Maybe You're Not Depressed Afterall

 
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The feeling of depression can be debilitating. It’s heavy, it’s lethargic and it makes you feel as if nothing will ever be good again. It can creep up unexpectedly and overwhelm everything. You know going for a run will make you feel better, but you can’t seem to muster up the energy to go. You know dinner with friends will probably be fun, but the thought of having to put on a mask of enthusiasm overrides the potential benefit.
 
Unless you have experienced depression, I think it’s impossible to know what it’s like. As with many painful experiences like divorce, retrenchment or losing a loved one, unless you’ve been through it yourself, you can only imagine the intensity of the feeling and the sense of impossibility that things will ever feel any better.
 
I have never been diagnosed with clinical depression and I’ve never chosen to go the anti-depressant route. That’s my own choice and my own personal journey. But I have experienced its darkness. I’ve felt its intensity, its doubt and its fear. I’ve known the hopelessness that makes you feel as if nothing has any point and that the cloud of despair hanging over your head will never lift. It sucks.
 
Not having gone through it in my younger years, I didn’t believe that something of this nature could emerge out of nowhere and for no apparent reason. I didn’t buy the “chemical imbalance” story that decided medication was the only way out. So, after having experienced it on and off for a few years, I found myself becoming curious as to what was really going on behind all of it. I started paying attention to what was going on at the time, what my life was presenting to me in a broader sense, and how I was showing up in various realms of my life.
 
And this is what I found to be true for me:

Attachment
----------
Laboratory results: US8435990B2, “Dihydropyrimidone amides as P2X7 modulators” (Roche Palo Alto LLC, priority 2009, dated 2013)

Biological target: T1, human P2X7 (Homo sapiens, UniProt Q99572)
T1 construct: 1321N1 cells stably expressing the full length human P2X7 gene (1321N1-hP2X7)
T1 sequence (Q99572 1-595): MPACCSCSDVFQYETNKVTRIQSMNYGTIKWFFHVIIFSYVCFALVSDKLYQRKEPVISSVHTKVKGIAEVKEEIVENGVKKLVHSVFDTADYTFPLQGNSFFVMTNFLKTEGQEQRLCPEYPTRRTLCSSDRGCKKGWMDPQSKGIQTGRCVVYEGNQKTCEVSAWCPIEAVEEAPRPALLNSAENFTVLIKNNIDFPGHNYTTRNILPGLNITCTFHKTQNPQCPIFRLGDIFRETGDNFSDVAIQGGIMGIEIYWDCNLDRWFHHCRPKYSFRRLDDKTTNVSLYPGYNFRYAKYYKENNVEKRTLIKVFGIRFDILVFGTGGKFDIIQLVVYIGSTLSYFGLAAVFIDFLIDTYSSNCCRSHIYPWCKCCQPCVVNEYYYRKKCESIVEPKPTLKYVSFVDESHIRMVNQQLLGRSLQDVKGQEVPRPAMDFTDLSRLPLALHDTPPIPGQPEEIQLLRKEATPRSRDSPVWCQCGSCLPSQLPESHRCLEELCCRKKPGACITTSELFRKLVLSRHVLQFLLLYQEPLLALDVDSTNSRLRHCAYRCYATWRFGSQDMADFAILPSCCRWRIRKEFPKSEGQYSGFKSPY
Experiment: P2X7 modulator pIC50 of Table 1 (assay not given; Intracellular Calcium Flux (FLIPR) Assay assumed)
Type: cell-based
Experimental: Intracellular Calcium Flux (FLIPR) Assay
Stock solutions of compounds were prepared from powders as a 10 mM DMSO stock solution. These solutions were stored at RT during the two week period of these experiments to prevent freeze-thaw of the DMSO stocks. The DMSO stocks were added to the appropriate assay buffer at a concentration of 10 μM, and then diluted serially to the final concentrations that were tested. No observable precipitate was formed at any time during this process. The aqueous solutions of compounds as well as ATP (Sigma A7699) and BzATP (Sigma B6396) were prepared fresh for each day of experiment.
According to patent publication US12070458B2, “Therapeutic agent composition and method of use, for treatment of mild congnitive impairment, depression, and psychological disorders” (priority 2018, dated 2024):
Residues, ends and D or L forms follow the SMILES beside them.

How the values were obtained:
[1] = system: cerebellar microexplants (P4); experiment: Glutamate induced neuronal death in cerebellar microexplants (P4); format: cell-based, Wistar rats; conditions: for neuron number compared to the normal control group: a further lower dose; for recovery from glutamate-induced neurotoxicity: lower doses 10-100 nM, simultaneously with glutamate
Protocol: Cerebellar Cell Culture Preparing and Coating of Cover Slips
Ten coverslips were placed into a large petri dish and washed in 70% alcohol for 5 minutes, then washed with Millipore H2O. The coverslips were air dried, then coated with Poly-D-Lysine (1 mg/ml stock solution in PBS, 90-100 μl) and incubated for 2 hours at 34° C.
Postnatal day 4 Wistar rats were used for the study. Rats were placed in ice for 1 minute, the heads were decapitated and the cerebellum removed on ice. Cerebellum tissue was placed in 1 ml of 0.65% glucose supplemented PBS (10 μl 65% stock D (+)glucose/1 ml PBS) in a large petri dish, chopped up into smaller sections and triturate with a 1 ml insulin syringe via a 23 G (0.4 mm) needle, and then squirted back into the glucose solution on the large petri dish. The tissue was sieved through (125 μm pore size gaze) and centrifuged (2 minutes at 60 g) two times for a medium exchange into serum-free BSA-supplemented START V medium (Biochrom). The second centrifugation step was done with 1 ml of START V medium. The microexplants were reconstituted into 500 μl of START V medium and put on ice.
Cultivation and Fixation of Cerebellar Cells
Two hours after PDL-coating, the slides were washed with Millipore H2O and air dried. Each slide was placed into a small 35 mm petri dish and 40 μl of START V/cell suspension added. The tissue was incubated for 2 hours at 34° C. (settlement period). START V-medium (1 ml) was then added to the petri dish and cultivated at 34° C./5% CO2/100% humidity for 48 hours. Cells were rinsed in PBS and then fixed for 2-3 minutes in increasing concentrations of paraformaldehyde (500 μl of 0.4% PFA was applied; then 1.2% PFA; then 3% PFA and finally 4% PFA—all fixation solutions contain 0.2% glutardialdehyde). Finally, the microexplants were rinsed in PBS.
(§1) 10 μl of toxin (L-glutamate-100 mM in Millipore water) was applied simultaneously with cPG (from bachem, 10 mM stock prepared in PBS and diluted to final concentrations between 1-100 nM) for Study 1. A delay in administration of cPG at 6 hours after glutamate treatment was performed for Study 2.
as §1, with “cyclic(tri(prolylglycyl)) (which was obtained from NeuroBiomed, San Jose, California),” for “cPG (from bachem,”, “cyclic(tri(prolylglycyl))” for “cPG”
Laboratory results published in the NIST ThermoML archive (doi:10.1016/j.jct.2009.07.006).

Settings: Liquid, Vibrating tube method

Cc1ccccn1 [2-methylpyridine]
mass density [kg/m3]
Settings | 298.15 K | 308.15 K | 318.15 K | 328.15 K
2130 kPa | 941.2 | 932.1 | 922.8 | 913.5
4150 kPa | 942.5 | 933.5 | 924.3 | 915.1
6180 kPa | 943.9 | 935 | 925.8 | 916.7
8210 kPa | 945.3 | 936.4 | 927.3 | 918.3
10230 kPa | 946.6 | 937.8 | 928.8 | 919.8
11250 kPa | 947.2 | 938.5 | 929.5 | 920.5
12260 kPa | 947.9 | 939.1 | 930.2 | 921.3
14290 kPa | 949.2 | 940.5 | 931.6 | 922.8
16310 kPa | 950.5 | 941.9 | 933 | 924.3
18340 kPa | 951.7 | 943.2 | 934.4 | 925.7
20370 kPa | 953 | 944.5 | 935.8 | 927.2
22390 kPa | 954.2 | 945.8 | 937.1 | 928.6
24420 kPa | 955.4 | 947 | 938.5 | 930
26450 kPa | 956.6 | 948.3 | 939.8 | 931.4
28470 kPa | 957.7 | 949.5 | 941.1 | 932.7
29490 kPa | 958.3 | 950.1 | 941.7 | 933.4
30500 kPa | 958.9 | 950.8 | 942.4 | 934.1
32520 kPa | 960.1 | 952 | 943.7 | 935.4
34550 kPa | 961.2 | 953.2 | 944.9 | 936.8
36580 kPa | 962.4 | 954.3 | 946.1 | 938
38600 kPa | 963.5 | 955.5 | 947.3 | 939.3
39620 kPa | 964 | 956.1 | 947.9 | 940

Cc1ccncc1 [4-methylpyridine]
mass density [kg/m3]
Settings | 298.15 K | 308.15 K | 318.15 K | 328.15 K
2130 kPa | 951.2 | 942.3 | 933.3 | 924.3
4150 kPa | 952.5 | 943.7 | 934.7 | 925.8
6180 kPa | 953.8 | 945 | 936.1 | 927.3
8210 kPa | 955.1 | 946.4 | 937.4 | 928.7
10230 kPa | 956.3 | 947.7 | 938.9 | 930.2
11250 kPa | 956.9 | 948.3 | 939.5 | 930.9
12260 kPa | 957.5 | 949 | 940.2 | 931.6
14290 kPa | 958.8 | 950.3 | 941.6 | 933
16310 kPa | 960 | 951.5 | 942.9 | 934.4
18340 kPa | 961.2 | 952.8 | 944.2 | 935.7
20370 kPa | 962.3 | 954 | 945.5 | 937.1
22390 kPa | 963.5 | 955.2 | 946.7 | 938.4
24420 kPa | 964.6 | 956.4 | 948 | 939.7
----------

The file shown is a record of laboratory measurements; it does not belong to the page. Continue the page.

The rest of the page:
The feeling of depression is not necessarily the same as being depressed in a clinical sense. 
 
The feeling of heaviness and lethargy is not necessarily a measurable imbalance.
 
The feeling of hopelessness and despair is not necessarily without explanation and therefore the potential for change.
 

I started to realise that the darkest times of my life were not about “just feeling” a certain way.
 
They were intrinsically linked to what else was (or wasn’t) going on in my life…and how I was feeling about that.
 

I realised that for me, feeling depressed was exactly the same as feeling bored.
 

When I went into the feelings behind feeling bored, this is what came up for me: tired, disinterested, uninspired, stuck, flat.
 
Pretty similar to feeling depressed actually. And then the stories I told myself about feeling this way and how awful it was and how permanent it was caused those feelings to spiral out of control until yes, it honestly did feel like full-blown depression.
 

Understanding this has been a real game-changer for me in how I handle these feelings. 
 

Being clear on what is going on behind these emotions has helped me get clear on what needs to be happening in my life in order to prevent that black dog from barking.
 

I’m now absolutely clear that I need to feel energised, inspired, productive and creative and therefore that I need to design my life, my diary, my days in a way that helps me feel that way.
 

If I don’t actively make these choices, the feeling of depression returns. Without a doubt.  If I get stuck in the humdrum of routine; if I’m not productive; if I don’t have purpose; if I don’t have enough variety in my life…I start to feel low. And then lower.
 
I now refer to my personal experience of depression in a different way. I call it Inspiration Deficit.
 

Simply put, it’s a lack of inspiration that makes me feel bored as shit. 

And lifeless. Literally.
 
Maybe depression has become a very broad term that has been loosely used to define low feelings, whether circumstantial or not. Perhaps it's too easy to self-diagnose what may or may not be a real psychological issue? Maybe we’re too quick to medicate our way through to numbness before being willing to look at what might be going on beneath all of this?
 
I’m not a psychologist and I realise this is a sensitive topic for a lot of people. Only you will know what is right for you. I’m not for a minute suggesting that you shouldn’t choose medication if that’s going to serve you in the best way possible. I certainly advise seeking help when appropriate.
 

But what I am suggesting is that you take a deeper look first. 
 

Get curious about the feeling of being depressed. Try and describe what it feels like in other ways, in different words…and then start thinking about what else makes you feel that way. When else does it show up for you? What leads to that? What makes you feel the opposite? What alleviates it? Are there certain times, days, seasons that you feel different? What’s going on for you there?
 
For me, personally, I’ve learned that my version of feeling depressed isn’t about being depressed at all. It’s boredom. And when I know that, a new possibility comes into view and I finally feel like I can do something about it. 
 

Now I can choose a different reality.